“It is not that simple,” said Dieter F. Uchtdorf, second counselor in the LDS Church’s governing three-man First Presidency.

Some struggle with “unanswered questions about things that have been done or said in the past,” Uchtdorf explained. “We openly acknowledge that in nearly 200 years of church history — along with an uninterrupted line of inspired, honorable and divine events — there have been some things said and done that could cause people to question.”

“To be perfectly frank,” Uchtdorf said, “there have been times when members or leaders in the church have simply made mistakes. There may have been things said or done that were not in harmony with our values, principles or doctrine.”

God is perfect and his doctrine is pure, he said, but human beings — including church leaders — are not.

The German-born Uchtdorf, dubbed by several Mormon commenters as “our Pope Francis,” urged those who have left the LDS faith to come back, even with their doubts.

“It’s natural to have questions — the acorn of honest inquiry has often sprouted and matured into a great oak of understanding,” he said. “There are few members of the church who, at one time or another, have not wrestled with serious or sensitive questions.”

Regardless of one’s circumstances, personal history or strength of faith, he said, “there is room for you in this church.”

Read the original article at Religion News on The Huffington Post  2013-10-09 »

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Navy Chaplains Get Sex Abuse Training In Order To Combat Rising Problem

ST. LOUIS (RNS) Kristen Leslie began her 2003 book, “When Violence Is No Stranger,” with a verse from Psalms, a nod to her training as a theologian.

“It is not enemies who taunt me — I could bear that; it is not adversaries who deal insolently with me — I could hide from them. But it is you, my equal, my companion, my familiar friend…”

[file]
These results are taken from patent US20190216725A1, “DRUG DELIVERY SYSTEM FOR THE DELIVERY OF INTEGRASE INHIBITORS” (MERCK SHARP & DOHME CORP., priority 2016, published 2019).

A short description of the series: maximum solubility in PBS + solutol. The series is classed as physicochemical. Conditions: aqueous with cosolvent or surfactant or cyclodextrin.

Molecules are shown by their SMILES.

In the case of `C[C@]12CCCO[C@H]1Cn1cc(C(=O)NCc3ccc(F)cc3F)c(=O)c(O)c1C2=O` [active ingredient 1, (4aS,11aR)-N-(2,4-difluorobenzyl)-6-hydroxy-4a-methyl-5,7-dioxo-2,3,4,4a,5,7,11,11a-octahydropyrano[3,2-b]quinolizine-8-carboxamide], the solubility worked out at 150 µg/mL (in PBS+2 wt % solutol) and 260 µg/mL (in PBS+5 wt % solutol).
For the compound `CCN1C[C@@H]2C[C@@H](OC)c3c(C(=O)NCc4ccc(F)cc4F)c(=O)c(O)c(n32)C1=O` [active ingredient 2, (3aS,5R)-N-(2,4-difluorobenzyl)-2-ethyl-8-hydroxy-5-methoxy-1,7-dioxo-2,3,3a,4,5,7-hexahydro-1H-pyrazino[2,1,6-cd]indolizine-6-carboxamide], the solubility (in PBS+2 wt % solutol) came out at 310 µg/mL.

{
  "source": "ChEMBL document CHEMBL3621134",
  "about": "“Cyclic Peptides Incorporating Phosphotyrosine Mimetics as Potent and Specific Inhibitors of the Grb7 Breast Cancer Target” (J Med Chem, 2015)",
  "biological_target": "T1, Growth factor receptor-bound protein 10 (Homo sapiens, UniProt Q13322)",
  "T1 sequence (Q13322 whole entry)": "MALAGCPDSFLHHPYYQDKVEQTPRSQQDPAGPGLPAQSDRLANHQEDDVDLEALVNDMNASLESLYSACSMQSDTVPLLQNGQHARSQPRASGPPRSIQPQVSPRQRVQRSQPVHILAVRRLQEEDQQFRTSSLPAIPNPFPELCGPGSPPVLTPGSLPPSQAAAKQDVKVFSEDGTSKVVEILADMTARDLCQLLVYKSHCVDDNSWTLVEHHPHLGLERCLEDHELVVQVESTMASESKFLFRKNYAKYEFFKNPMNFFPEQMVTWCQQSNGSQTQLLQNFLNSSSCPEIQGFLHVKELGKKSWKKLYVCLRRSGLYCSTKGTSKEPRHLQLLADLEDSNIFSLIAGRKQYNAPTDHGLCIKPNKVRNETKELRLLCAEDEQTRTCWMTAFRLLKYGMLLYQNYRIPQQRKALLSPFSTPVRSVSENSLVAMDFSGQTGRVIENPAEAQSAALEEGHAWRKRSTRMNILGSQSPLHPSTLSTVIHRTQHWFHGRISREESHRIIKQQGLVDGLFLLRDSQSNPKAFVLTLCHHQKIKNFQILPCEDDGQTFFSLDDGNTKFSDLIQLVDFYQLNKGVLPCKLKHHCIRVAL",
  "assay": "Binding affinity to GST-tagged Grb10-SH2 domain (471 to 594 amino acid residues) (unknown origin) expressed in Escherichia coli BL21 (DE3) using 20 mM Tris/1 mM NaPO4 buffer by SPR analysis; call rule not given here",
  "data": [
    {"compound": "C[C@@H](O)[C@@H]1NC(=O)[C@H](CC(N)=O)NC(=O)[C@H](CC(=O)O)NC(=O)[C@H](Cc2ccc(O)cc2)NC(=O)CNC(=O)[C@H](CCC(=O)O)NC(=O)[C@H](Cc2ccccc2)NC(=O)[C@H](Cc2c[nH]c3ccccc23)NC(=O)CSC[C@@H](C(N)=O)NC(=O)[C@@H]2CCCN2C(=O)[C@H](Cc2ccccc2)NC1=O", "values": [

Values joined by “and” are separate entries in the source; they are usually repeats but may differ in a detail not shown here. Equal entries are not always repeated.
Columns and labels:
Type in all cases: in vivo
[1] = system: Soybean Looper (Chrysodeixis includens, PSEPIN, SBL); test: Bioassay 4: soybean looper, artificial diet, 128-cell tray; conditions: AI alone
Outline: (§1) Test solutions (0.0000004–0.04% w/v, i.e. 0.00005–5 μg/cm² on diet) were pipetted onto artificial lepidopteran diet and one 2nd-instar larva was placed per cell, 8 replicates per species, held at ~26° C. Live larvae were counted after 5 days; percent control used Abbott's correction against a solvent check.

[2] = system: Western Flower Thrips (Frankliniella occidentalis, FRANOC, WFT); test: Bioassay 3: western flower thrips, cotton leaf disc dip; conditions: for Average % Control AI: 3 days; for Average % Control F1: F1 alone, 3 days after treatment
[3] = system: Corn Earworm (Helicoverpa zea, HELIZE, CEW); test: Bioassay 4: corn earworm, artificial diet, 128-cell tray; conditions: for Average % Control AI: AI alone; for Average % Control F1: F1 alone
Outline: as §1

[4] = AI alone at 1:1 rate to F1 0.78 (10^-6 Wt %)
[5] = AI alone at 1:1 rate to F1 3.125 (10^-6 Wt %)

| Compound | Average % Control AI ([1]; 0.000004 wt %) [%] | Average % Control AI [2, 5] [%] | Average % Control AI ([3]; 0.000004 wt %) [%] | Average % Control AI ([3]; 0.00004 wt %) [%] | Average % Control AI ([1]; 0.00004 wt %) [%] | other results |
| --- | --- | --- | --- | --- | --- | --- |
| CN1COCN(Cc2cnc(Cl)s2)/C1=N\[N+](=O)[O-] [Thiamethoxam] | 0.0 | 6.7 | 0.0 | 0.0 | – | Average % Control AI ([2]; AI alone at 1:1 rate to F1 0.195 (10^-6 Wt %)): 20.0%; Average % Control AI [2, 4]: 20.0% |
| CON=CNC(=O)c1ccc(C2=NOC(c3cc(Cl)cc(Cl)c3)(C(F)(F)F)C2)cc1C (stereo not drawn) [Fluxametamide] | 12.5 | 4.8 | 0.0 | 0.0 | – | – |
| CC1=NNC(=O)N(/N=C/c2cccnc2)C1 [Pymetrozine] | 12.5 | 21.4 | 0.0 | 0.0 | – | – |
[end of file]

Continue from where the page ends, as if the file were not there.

The book’s subject was acquaintance rape, and it got the attention of a chaplain at the Air Force Academy. The school was then reeling from a Pentagon report indicating that 7 percent of its cadets reported being the victims of rape or attempted rape. Nearly 90 percent of the perpetrators were their own classmates.

Leslie, now a professor of pastoral theology and care at Eden Theological Seminary in Webster Groves, Mo., was invited to Colorado to consult with academy leaders on how to train Air Force chaplains to deal with sexualized violence on campus.

Now, a decade later, the U.S. Navy has come knocking.

In September, the Navy announced that it had contracted with Leslie and another expert to conduct training sessions next year with its chaplains. The Navy hopes chaplains can help address a crisis in underreporting of sexual abuse by military personnel.

“Chaplains have been trained so far in the legal issues surrounding sexual assault, but that’s not their primary focus,” Leslie said.

In June, the Joint Chiefs of Staff testified before the U.S. Senate Committee on Armed Services on proposals to combat sexual assault in the military; last month, the Pentagon introduced regulations that it says will help prevent sexual assault and better prosecute the crime when it happens.

A little more than a week later, a high-profile hearing began looking into allegations that three Naval Academy football players sexually assaulted a female midshipman last year.